Publications tagged with : Chinese economy
Editor’s note: With the global financial crisis overlaying profound domestic changes, China’s global production system is under stress. The Chinese economic miracle was engineered by institutional and process innovation at all levels of the government services [more] supply chain, note Andrew Sheng, President of the Fung Global Institute, and its Director of Research, Xiao Geng. Now, China requires nothing less than another radical re-engineering to become a more [more]balanced, socially equitable, and sustainable economy.
Editor’s note: As China’s growth decelerates and the government considers how to respond, there is much talk about a new stimulus package. But Louis Kuijs, Project Director at the Fung Global Institute, argues that the Chinese economy is not in danger of a hard landing and, therefore, needs a healthy dose of structural reform more than another round of pump priming that would only reinforce its existing imbalances.
Editor’s note: Despite setting ambitious targets in its current five-year plan, China can achieve its objectives to promote inclusive growth, rebalance the economy and protect the environment, maintains Liu Mingkang, the Fung Global Institute’s first Distinguished Fellow. In a 31 May keynote address at the Institute’s inaugural Asia-Global Dialogue, he also recalled the urgent reforms he led to avert disaster for China’s banking sector.
Editor’s note: With its economy slowing, China should take a longer-term approach to its macroeconomic management and rationalise its financial markets for quality growth, says Fung Global Institute Director of Research and Senior Fellow, Xiao Geng. In moving to address deep-rooted imbalances in its economy, he adds, China should also abandon ad hoc administrative controls in favour of market-oriented instruments such as market-equilibrium interest rates and modern [more]regulatory arrangements that support sustainable, inclusive growth.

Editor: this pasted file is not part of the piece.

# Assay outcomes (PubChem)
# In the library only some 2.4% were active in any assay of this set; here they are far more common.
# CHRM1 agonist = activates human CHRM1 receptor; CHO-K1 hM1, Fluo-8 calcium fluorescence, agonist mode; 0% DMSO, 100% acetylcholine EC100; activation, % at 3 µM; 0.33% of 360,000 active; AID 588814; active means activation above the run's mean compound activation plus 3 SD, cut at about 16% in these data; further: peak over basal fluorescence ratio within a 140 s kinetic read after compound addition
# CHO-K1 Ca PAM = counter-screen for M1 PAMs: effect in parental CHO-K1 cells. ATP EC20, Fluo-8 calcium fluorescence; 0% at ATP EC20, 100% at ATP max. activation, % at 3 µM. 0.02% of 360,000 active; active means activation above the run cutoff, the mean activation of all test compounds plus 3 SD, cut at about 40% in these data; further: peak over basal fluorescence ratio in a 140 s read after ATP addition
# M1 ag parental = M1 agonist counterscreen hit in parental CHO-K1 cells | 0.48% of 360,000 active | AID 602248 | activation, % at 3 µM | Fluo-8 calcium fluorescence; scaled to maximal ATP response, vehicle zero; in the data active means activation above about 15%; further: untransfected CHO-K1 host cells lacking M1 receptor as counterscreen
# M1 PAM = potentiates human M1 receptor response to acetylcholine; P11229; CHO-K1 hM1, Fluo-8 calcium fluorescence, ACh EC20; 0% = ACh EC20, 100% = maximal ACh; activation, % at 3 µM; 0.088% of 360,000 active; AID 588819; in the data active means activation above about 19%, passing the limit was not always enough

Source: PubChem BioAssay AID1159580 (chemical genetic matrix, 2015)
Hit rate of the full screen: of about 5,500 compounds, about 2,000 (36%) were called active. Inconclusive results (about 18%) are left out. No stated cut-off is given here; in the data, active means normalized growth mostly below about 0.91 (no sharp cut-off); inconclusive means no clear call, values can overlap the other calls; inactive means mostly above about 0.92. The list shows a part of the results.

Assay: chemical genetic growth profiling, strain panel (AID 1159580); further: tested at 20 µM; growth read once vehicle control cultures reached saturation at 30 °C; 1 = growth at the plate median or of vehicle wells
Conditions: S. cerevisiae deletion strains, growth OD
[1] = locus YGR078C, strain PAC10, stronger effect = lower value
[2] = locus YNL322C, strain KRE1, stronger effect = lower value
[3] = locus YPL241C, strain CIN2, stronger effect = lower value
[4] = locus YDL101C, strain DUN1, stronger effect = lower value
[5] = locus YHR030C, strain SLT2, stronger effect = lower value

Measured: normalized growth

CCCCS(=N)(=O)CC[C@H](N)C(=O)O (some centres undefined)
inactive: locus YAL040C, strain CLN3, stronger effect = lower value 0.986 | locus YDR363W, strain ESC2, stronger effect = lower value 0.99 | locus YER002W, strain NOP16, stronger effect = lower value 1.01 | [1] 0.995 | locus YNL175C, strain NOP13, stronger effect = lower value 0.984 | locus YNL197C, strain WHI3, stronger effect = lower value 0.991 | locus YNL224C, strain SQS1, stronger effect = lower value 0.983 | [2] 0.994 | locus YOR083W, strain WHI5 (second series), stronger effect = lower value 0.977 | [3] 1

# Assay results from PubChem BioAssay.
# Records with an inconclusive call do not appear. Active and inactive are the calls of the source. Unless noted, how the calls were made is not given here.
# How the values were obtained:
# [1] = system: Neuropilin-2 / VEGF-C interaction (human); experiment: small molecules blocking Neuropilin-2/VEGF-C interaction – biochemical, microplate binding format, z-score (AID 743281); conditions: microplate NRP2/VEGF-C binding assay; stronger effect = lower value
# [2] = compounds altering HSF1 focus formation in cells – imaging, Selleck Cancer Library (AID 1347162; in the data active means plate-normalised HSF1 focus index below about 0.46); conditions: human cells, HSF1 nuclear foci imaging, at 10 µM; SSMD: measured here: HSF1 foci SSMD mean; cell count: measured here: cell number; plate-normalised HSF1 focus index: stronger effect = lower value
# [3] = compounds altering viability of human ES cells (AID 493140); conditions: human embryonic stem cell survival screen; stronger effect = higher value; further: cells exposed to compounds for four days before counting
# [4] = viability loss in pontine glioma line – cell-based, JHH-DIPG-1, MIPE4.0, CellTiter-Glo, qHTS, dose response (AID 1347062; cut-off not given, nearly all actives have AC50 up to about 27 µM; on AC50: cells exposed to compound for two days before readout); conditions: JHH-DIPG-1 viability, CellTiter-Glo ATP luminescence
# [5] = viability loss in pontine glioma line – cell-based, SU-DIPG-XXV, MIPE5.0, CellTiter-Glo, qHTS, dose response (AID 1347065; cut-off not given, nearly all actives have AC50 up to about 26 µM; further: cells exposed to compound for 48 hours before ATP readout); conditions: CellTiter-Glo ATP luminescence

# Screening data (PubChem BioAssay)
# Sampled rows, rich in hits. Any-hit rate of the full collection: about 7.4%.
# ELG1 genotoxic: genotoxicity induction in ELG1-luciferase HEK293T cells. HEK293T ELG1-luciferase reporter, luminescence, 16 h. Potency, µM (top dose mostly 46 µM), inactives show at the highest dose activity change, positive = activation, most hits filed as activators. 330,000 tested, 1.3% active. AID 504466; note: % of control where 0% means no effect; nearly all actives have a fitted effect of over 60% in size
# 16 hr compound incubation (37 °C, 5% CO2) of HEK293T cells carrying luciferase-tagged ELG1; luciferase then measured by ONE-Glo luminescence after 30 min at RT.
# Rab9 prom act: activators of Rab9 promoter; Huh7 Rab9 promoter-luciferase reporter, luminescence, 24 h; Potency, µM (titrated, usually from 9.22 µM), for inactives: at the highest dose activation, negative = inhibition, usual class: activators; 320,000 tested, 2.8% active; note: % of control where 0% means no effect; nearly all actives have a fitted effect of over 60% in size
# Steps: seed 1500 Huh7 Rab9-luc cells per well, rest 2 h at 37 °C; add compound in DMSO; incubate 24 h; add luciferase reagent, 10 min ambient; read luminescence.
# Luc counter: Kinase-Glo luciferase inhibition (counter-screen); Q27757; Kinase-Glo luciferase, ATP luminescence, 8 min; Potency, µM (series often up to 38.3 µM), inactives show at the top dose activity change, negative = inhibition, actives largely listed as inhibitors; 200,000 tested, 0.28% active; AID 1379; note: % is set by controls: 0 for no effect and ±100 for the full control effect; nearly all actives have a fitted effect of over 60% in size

Editor note: While risks remain, a hard landing for China’s economy seems unlikely, according to Louis Kuijs, a Project Director at the Fung Global Institute. He maintains that addressing broad economic imbalances -- and not preventing a financial-economic crisis ---is the prime motivation for changing China's growth pattern. To do so, he says, requires comprehensive structural reforms, including some that will be difficult to pursue.
Editor’s note: Will China remain an export powerhouse? With reports accumulating of companies looking elsewhere to place their factories, the ranks of doubters have been growing. But Louis Kuijs, a Project Director at the Fung Global Institute, says they are wrong. Except in the cheapest and most labour-intensive industries, the Chinese export sector is doing just fine.
Editor’s note: Having stood up in 1949 after more than a century of “humiliation”, China stands to be more powerful than ever as the global economy’s erstwhile roost-rulers – the US, EU and Japan - falter, says Fung Global Institute Senior Fellow Jean-Pierre Lehmann, who is also Professor of International Political Economy at IMD.
Editor’s note: While inflation is keenly felt on a personal level by individual Chinese citizens, it also points to deeper structural problems in China’s economy. In this analysis, Fung Global Institute Director of Research Geng Xiao, who is also a Senior Fellow, argues that China must use positive real interest rates as a tool if it is to create a new growth model.